California requests federal aid for storm recovery


Justin Som

After the heavy rains in February, the wooden fences at Twin Pines Park have collapsed due to the unstable footing underneath.

Justin Som, Staff Writer

To aid repairs for flooding and rain damages, Governor Jerry Brown requested a Presidential Major Disaster Declaration on March 19. The request comes only a month after residents of the town of Oroville evacuated due to flood alerts from Oroville Dam.

“California has experienced one of the heaviest precipitation years in its recent history… and the storms that occurred in January and February have been extremely destructive to the state,” said Brown in his request to President Donald Trump for the declaration.  “I am now requesting that you declare a Major Disaster for the State of California.”

This formal request by Brown will be the fourth that he has submitted thus far. The previous three had already been approved by the Federal Emergency Management Agency (FEMA) so that California could get federal aid for flooding, mudslides, erosion, power outages and damage to critical infrastructure.

Brown’s newest declaration aims to gain funding for repairs to the Oroville Spillway and to help residents and towns recover from road damages, evacuations, and downed power lines. Since the storm had caused pipeline and road damages, cities had been previously forced to withdraw funds from their own budgets in order to resolve any outstanding issues.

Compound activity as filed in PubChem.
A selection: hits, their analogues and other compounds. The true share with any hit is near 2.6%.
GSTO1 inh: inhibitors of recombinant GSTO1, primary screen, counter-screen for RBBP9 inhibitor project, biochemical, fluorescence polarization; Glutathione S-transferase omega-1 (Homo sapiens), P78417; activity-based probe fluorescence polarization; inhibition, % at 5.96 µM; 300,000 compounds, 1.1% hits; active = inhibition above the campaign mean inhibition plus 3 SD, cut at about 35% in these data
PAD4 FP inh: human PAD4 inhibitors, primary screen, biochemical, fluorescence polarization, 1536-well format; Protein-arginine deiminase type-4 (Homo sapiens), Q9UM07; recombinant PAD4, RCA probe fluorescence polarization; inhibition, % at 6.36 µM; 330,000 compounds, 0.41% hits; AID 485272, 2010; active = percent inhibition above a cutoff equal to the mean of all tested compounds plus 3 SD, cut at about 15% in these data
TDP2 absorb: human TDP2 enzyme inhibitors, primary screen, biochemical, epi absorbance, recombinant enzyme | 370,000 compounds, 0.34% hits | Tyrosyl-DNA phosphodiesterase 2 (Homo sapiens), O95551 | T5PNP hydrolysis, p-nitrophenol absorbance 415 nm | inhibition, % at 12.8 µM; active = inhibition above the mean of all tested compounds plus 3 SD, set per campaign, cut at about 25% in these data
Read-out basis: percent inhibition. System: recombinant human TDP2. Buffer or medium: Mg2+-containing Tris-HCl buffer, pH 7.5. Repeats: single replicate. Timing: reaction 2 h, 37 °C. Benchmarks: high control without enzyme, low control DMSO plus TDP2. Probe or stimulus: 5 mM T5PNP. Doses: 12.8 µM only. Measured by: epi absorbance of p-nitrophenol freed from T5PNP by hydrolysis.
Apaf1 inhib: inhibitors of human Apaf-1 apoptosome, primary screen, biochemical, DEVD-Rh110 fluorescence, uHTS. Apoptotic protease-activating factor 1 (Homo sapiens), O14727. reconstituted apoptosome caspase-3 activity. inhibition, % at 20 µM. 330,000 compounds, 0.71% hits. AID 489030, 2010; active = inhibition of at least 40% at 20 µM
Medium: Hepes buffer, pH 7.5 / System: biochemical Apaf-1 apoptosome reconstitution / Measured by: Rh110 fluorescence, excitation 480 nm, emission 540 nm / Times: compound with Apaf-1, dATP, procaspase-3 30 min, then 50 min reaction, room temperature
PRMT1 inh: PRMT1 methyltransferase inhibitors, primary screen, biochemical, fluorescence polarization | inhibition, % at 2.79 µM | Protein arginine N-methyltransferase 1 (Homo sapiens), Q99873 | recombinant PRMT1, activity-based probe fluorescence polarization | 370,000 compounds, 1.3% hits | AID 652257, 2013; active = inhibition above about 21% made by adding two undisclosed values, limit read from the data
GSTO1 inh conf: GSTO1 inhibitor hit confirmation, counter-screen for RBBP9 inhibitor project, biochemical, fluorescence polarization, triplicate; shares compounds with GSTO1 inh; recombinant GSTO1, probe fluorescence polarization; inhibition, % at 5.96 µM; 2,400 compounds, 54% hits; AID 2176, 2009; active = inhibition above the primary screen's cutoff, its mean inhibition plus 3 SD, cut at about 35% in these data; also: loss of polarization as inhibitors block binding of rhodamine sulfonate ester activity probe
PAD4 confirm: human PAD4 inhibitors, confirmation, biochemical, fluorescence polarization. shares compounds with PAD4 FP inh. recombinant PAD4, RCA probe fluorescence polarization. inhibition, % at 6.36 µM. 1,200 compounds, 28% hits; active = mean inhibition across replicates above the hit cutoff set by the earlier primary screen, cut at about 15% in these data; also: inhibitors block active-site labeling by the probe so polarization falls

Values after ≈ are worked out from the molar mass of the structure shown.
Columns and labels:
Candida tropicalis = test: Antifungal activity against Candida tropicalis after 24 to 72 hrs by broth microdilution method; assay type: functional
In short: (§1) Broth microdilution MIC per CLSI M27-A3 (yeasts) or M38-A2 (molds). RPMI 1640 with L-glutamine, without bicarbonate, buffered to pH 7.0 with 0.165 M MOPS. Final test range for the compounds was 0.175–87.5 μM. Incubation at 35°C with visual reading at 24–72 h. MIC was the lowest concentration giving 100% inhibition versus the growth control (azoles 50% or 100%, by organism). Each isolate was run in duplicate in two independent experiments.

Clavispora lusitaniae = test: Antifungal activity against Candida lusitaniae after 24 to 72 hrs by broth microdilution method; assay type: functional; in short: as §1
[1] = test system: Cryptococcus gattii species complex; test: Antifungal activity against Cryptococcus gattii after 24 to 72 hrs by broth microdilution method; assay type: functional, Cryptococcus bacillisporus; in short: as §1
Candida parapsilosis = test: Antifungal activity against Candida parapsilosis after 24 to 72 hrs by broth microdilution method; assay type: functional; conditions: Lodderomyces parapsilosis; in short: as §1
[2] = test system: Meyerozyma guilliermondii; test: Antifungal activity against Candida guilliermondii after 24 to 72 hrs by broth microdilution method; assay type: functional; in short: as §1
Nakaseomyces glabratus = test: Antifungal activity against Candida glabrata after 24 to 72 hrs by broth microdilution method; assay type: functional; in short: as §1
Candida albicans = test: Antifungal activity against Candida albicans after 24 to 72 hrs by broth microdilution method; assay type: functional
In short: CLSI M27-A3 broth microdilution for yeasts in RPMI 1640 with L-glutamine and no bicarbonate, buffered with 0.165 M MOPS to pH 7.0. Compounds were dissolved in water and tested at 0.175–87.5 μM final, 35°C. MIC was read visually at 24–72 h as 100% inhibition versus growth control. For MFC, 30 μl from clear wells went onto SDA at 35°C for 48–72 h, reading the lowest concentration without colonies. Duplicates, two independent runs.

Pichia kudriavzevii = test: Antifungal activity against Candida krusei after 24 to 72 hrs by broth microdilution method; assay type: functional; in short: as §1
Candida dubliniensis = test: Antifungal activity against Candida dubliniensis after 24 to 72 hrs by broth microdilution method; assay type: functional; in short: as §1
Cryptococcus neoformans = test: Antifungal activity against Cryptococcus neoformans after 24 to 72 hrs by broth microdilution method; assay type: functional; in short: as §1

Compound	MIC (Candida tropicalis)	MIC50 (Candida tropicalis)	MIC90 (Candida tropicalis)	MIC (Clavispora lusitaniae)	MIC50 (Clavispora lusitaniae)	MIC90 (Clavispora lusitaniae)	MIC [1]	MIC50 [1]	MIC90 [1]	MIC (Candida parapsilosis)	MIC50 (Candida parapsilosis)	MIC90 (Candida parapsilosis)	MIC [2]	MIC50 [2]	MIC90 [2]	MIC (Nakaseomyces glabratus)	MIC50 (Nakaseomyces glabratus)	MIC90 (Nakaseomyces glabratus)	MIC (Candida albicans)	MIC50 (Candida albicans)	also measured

“I think it’s a good thing that we try to repair any current damages in our local area,” said Kim Rivera, a senior. “While there’s a break in the rain, we should try to repair as much as we can. As for the Oroville Dam though, I don’t think we should try to fix the spillway this late in the game. Instead, we should try to prevent any further damages from it since it is too late to stop the spillway from getting any worse.”

According to Brown’s letter, public assistance will be requested for the 48 counties in which a state of emergency had been issued. San Mateo County is included among this group.

“I think the declaration will definitely be beneficial for California,” said Christian Licudine, a junior. “The damages definitely need to be fixed, and without the declaration, many counties would have to pull out of their own pockets for the large costly repairs. If we get the federal funding we need, it would be amazing because then we can give people back the plumbing, roads, and electricity that they need.”